The Importance Of Cursive Handwriting: Why Teach It?


Cursive handwriting has a personal touch that technology cannot achieve and is present in many historical documents.
Teaching cursive handwriting helps train the brain and improves fine motor dexterity.
Writing in cursive helps students retain information and express their own ideas.
Handwriting practice can be engaging and creative, such as through art and writing to pen pals.

As I sit down to write this article, pen in hand, I can feel the smooth flow of ink on paper. I’m kidding, of course I’m writing on my laptop! But there’s a certain magic to the way words come to life through the physical act of writing, and it’s something that I believe should not be lost in our increasingly digital world. That’s why I’m here to talk about the importance of cursive handwriting and why we should continue to teach it to our children. Cursive handwriting is more than just a skill to be learned in school. It’s a form of art, a way to express ourselves in a unique and personal way. Think of the curves and loops of a handwritten letter, the way each stroke flows into the next, creating a beautiful and individual script. It’s a form of communication that goes beyond just words, conveying emotion and personality through the very strokes of the pen. And that’s why it’s so important that we keep this art alive, not just for the sake of tradition, but for the benefits it brings to our brains and our society as a whole.

Why Handwritten Letters Matter

I believe that handwritten letters have a personal touch that cannot be achieved through technology, and that’s why teaching cursive handwriting is important. When we write letters by hand, we put a part of ourselves into the words. Our handwriting becomes an extension of our personalities, and our sentiments become more meaningful. Plus, handwritten letters have a historical relevance that is often overlooked. Many of our favorite books and films showcase the power of letters written by hand. The letters exchanged between Elizabeth Bennet and Mr. Darcy in Pride and Prejudice are a perfect example of this. Furthermore, when we teach cursive handwriting, we’re not just teaching a skill. We’re teaching our children how to connect with others in a way that is meaningful and authentic. Children who understand the value of handwritten letters will be more likely to send them to their grandparents, pen pals, and friends. They will also be more likely to cherish the letters they receive in return. As a result, our children will grow up with a deeper appreciation for the people in their lives.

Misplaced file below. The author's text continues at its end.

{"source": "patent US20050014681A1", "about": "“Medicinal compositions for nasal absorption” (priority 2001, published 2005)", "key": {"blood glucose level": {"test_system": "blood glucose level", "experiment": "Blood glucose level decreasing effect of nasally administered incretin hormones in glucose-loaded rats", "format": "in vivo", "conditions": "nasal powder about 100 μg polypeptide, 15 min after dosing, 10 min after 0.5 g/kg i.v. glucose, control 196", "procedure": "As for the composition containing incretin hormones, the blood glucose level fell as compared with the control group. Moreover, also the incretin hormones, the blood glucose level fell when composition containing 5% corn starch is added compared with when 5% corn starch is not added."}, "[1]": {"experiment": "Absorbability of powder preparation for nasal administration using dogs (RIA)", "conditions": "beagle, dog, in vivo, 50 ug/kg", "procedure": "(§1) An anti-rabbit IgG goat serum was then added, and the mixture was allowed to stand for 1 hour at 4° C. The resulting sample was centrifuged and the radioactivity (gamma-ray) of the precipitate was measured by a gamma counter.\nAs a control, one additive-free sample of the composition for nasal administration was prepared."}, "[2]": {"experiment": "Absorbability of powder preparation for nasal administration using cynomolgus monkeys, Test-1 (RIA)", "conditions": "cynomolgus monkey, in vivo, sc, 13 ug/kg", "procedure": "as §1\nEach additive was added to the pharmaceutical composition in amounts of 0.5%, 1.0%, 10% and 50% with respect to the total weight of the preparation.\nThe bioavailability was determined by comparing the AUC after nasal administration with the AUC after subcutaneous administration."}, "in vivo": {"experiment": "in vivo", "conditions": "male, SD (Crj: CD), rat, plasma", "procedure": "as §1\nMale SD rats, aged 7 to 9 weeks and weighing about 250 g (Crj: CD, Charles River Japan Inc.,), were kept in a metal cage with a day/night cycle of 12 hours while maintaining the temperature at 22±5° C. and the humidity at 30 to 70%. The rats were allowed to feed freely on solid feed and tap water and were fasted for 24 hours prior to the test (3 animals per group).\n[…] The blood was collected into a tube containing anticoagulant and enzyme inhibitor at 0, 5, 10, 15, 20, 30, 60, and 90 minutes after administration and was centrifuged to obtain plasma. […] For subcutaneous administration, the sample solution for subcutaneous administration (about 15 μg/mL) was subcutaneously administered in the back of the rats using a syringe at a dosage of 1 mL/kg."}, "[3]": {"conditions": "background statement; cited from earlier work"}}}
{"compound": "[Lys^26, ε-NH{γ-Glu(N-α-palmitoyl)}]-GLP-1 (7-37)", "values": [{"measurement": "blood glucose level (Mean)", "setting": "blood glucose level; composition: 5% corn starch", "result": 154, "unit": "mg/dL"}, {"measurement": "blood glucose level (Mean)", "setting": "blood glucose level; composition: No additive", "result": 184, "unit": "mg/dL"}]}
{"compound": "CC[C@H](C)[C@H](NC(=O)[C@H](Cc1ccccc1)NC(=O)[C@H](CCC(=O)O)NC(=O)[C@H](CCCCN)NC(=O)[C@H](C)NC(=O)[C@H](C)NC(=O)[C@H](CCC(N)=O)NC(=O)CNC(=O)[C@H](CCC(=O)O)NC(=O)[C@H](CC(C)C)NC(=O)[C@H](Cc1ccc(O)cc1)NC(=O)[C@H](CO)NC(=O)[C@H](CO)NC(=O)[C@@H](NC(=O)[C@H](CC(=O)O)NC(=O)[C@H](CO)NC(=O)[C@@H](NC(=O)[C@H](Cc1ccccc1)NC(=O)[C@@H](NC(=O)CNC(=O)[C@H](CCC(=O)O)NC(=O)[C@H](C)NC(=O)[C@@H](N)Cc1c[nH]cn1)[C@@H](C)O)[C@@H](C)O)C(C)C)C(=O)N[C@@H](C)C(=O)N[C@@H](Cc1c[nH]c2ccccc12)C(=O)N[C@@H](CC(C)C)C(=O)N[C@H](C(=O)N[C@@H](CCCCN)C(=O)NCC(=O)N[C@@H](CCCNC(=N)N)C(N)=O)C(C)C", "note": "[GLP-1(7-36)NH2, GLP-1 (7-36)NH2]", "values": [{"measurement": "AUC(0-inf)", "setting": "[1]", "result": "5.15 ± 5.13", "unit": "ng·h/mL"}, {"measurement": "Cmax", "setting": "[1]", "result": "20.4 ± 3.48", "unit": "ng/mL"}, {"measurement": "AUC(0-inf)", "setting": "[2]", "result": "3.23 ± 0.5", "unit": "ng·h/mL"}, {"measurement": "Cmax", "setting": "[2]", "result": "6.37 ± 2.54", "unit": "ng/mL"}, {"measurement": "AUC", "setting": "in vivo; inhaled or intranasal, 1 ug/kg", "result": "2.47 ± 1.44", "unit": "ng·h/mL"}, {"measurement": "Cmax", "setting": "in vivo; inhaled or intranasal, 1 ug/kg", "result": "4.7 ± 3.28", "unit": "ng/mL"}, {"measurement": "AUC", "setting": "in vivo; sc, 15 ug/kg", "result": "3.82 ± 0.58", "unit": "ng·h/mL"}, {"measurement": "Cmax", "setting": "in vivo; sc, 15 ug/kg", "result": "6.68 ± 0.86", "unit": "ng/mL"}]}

Benefits for Brain Development

According to Frontiers in Psychology practicing cursive handwriting can enhance brain development and improve cognitive functions. When we write in cursive, we activate multiple areas of the brain, including the visual, motor, and cognitive areas. This leads to improved fine motor skills, as well as increased memory retention and information processing. In addition to these cognitive benefits, cursive handwriting also allows for more fluid and faster writing, which can be especially helpful for note-taking and brainstorming. By teaching our children cursive handwriting, we’re not only providing them with a valuable skill, but also helping them develop their brains in a way that will benefit them throughout their lives. So let’s embrace the power of script and help our children unlock their full potential!

What Lessons Can Homeschooling Teach About the Importance of Cursive Handwriting?

Homeschooling benefits and lessons learned include the importance of cursive handwriting. While regular schools are slowly phasing out cursive instruction, homeschooling provides an opportunity to emphasize its value. Learning cursive helps develop fine motor skills, boosts cognitive abilities, and promotes a personal connection to history through deciphering old documents. These lessons highlight that cursive handwriting is a valuable skill worth preserving.

Creative Ways to Teach

Exploring unique methods to introduce the art of fluid writing to children can be both educational and entertaining. As a homeschooling parent, I’ve found that incorporating artistic techniques and engaging themes can turn cursive handwriting practice into a fun activity. Here are some ways I’ve made cursive writing more enjoyable for my children:
  • Rainbow Names: This activity involves writing names in cursive with different colors for each letter. It not only improves handwriting skills but also turns it into a colorful art project.
  • Themed Writing: To make cursive handwriting more engaging, I incorporate themes such as Wizard of Oz or Alice in Wonderland. This helps them connect with the material and find enjoyment in the process.
  • Group Writing: Sometimes, I have my children write letters or stories together in cursive. This fosters teamwork and helps them develop writing skills while having fun.
Overall, teaching cursive handwriting doesn’t have to be a tedious task. By incorporating creative methods and engaging themes, children can develop a love for handwriting and turn it into an enjoyable activity. So, if you’re looking for ways to introduce cursive handwriting to your children, don’t hesitate to try these techniques. You might be surprised at how much your children enjoy it and how it can benefit their overall development.